A new Austin startup wants to put an end to fake news, fake profiles and “alternative facts” online.
Authenticated Reality launched its product, a browser called “The New Internet,” in private beta testing this week.
The browser essentially sits on top of every webpage its users visit, letting them authenticate stories they believe are real by placing their digital signature on them as an endorsement.
“With the latest plague of fake news, fake comments, fake advertising, fake everything, we know the time is right for this,” said Chris Ciabarra, co-founder and chief technology officer for Authenticated Reality. “Our platform puts power into the hands of the people to call out falsehoods and maliciousness on the internet. We’re doing this by ensuring all users in the community are real people who have been properly verified in order to be active on the platform.”
Here’s how it works: Users create an account on Authenticated Reality’s website by logging in with a social media account and scanning the barcode on their driver’s license.
When approved, users download the company’s browser onto their device and surf the web as they ordinarily would. Users can also rate and comment on every web page through a pop-up sidebar, which lets you see the actual identity of others who are commenting.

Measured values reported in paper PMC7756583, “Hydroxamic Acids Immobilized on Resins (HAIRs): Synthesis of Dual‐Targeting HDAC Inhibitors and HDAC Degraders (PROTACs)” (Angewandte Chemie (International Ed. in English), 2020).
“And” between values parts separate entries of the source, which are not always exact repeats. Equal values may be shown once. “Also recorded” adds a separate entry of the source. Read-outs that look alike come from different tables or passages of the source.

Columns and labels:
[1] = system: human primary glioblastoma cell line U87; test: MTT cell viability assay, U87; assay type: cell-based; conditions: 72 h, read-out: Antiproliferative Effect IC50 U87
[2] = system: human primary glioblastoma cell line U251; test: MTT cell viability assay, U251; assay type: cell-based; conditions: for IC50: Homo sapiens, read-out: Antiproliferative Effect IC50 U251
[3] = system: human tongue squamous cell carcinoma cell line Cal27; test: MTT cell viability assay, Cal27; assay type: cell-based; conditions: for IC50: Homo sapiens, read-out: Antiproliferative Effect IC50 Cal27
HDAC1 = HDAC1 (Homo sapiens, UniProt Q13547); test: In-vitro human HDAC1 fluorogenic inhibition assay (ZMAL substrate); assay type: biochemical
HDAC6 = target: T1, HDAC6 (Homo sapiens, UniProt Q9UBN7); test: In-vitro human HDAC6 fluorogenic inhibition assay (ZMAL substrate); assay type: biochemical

Downloading the browser will cost $19.99 per user for personal accounts, according to the company’s website.
Authenticated Reality is also pursuing business and government customers. Pricing hasn’t been disclosed for those users, the company said.
“All businesses need e-mail authentication. A lot of people are impersonating other people right now. It’s like ‘Is this person real who’s coming through my door or not?’ ” Ciabarra said. “Our email platform adds a layer of authenticity to all online business interactions.”
Prior to founding Authenticated Reality, Ciabarra was co-founder and chief technology officer of Revel, a San Francisco-based iPad point-of-sale startup. Ciabarra left Revel earlier this year, following a change in the company’s top management.
But Ciabarra said he was already laying the foundation for Authenticated Reality while still at Revel. He looked at cities including San Diego before choosing Austin for the company’s headquarters.
“In San Francisco, everybody already has a good job and it’s real hard to find talent,” he said. “I’ve been to Austin many times, and it seems to be a better place to run a startup.”
So far, Authenticated Reality has 12 employees at its offices at 600 Congress Ave. The company, which Ciabarra said has raised seed money from undisclosed investors, is hiring in engineering, marketing and finance.
As the company prepares to launch its browser to the public, among the challenges will be getting people to try it out, said co-founder and CEO Darin Andersen.
“A lot of people are sort of worn down by security, so it’s hard to put out yet another product,” he said. “But at a time when people are looking for something fresh, this is an opportunity for them to take their security back and control it themselves. We’re excited about that.”